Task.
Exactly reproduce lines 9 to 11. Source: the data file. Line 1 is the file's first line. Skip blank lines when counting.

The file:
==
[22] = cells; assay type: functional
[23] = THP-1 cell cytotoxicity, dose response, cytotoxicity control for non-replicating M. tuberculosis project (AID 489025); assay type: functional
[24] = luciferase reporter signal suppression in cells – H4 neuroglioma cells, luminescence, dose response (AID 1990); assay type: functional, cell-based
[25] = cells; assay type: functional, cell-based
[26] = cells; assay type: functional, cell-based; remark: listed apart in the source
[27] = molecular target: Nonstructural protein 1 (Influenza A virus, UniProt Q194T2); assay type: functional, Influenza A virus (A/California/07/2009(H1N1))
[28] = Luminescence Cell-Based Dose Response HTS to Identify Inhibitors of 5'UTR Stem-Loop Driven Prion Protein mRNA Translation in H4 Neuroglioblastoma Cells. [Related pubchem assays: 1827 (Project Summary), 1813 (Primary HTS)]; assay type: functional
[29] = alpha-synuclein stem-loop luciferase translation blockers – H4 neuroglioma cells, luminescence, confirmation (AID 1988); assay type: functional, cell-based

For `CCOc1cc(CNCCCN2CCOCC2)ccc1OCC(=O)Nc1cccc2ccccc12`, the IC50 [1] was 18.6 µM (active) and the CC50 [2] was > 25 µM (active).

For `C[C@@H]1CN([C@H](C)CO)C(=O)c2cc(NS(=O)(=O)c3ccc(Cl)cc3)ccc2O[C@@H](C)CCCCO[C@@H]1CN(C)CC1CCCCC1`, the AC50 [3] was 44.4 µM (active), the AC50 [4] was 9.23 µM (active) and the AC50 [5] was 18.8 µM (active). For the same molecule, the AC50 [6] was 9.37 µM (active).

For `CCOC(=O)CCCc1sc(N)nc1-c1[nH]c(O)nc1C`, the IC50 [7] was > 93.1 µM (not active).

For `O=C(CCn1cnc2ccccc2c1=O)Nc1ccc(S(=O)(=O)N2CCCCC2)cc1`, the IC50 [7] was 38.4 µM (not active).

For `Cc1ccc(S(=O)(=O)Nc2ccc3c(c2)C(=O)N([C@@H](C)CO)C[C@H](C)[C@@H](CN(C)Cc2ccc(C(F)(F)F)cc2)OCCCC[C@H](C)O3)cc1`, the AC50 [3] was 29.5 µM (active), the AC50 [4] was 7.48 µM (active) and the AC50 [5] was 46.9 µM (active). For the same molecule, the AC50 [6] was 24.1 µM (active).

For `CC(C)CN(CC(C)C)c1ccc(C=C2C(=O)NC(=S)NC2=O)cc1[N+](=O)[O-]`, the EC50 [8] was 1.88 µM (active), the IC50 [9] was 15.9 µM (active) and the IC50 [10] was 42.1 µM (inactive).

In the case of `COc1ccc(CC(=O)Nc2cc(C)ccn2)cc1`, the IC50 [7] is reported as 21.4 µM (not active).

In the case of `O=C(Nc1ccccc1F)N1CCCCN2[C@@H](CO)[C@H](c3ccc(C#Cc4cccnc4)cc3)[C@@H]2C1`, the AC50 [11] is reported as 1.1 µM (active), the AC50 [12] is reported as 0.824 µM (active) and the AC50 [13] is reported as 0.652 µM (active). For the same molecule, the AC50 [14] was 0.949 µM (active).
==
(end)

For `CCOc1cc(CNCCCN2CCOCC2)ccc1OCC(=O)Nc1cccc2ccccc12`, the IC50 [1] was 18.6 µM (active) and the CC50 [2] was > 25 µM (active).

For `C[C@@H]1CN([C@H](C)CO)C(=O)c2cc(NS(=O)(=O)c3ccc(Cl)cc3)ccc2O[C@@H](C)CCCCO[C@@H]1CN(C)CC1CCCCC1`, the AC50 [3] was 44.4 µM (active), the AC50 [4] was 9.23 µM (active) and the AC50 [5] was 18.8 µM (active). For the same molecule, the AC50 [6] was 9.37 µM (active).

For `CCOC(=O)CCCc1sc(N)nc1-c1[nH]c(O)nc1C`, the IC50 [7] was > 93.1 µM (not active).